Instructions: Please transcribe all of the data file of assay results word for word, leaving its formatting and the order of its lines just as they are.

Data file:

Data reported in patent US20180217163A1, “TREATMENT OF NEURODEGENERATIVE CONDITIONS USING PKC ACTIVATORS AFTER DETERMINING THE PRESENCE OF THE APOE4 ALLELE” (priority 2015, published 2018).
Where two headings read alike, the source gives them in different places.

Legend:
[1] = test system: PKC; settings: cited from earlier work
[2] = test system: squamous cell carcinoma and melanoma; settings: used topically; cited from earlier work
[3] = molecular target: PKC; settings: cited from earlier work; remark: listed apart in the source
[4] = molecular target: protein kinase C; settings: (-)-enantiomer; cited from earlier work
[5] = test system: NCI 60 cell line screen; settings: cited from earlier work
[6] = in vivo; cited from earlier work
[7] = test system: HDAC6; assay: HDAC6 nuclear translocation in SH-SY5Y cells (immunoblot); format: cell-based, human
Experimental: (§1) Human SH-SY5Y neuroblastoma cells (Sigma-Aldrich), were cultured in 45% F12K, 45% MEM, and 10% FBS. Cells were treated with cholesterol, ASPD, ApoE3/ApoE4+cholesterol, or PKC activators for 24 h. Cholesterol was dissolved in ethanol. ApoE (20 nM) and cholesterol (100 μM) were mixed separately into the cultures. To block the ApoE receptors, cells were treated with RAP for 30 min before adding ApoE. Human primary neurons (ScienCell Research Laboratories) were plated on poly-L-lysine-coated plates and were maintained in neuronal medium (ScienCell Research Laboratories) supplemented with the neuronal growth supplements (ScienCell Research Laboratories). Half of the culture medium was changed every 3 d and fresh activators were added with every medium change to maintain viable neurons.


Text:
Data reported in patent US20180217163A1, “TREATMENT OF NEURODEGENERATIVE CONDITIONS USING PKC ACTIVATORS AFTER DETERMINING THE PRESENCE OF THE APOE4 ALLELE” (priority 2015, published 2018).
Where two headings read alike, the source gives them in different places.

Legend:
[1] = test system: PKC; settings: cited from earlier work
[2] = test system: squamous cell carcinoma and melanoma; settings: used topically; cited from earlier work
[3] = molecular target: PKC; settings: cited from earlier work; remark: listed apart in the source
[4] = molecular target: protein kinase C; settings: (-)-enantiomer; cited from earlier work
[5] = test system: NCI 60 cell line screen; settings: cited from earlier work
[6] = in vivo; cited from earlier work
[7] = test system: HDAC6; assay: HDAC6 nuclear translocation in SH-SY5Y cells (immunoblot); format: cell-based, human
Experimental: (§1) Human SH-SY5Y neuroblastoma cells (Sigma-Aldrich), were cultured in 45% F12K, 45% MEM, and 10% FBS. Cells were treated with cholesterol, ASPD, ApoE3/ApoE4+cholesterol, or PKC activators for 24 h. Cholesterol was dissolved in ethanol. ApoE (20 nM) and cholesterol (100 μM) were mixed separately into the cultures. To block the ApoE receptors, cells were treated with RAP for 30 min before adding ApoE. Human primary neurons (ScienCell Research Laboratories) were plated on poly-L-lysine-coated plates and were maintained in neuronal medium (ScienCell Research Laboratories) supplemented with the neuronal growth supplements (ScienCell Research Laboratories). Half of the culture medium was changed every 3 d and fresh activators were added with every medium change to maintain viable neurons.